Things to Avoid While Buying a Home
With the thrill that comes with an accepted offer and a "yes" from the lender, many homebuyers make the mistake of taking their enthusiasm straight to the mall or furniture store. Until your loan closes, there still remain some hoops to jump through. Below you'll find a list of actions to stay away from during this crucial time of your home purchase.
Don't buy big-ticket items. You may be tempted to buy that new couch for the soon-to-be-yours living room, but it's best to avoid making big ticket buys like furniture, appliances, electronic equipment, or cars until closing. Your lender may send up red flags if you purchase new electronics on your credit cards in the middle of your loan process. Using cash to purchase big items can even create a mistake: most banks look at your available cash when approving your application.
Don't look for a new career. Lending Institutions feel comfortable seeing a consistent job history on your application forms. Getting a new job may not jeopardize your ability to qualify for a loan - particularly if you are getting a bigger paycheck. However, switching careers in the middle of your application process could influence whether or not you are approved.
Don't switch banks or move money around in your bank accounts. As the lender reviews your loan package, you will likely be instructed to submit bank statements for recent months on your checking accounts, savings accounts, money market funds and other liquid finances. The lending institution looks for a consistent rise and fall of your money each month, in the interest of avoiding fraud. Even for innocent reasons, transferring cash or switching banks might make it difficult for the lender to confirm your account history.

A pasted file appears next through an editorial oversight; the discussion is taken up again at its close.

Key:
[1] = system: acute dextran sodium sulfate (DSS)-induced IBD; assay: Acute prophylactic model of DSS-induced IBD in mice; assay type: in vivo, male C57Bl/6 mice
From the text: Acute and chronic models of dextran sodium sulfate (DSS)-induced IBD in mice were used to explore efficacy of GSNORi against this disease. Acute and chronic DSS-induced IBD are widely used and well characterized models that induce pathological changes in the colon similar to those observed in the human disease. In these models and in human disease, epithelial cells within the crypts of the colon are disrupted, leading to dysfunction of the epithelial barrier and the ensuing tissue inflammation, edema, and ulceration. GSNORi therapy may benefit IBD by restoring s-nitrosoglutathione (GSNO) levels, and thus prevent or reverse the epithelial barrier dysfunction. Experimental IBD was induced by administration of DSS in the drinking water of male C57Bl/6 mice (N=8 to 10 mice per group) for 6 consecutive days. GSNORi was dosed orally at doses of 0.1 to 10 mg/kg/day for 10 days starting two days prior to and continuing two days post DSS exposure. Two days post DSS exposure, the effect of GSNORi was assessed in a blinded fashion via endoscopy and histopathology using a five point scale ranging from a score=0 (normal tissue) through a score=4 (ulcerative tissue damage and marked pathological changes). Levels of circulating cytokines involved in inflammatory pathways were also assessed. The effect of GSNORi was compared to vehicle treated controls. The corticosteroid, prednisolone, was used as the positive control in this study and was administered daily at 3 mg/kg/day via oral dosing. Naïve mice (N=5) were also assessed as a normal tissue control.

Don't give your FSBO (for sale by owner) seller earnest money, made out directly to him. Until the completion of the deal, any good faith deposit remains yours. Although your FSBO seller might not understand this, your good faith money must be applied to the buyer's closing expenses. Get a lawyer or other neutral person who will hang on to the funds or place them in a trust account until you close. The final disposition of earnest funds, if your home purchase falls through, should be specified in the purchase agreement with your seller.
At The Reen Team at American Pacific Mortgage, we answer questions about this process every day. Call us at (408) 626-1879.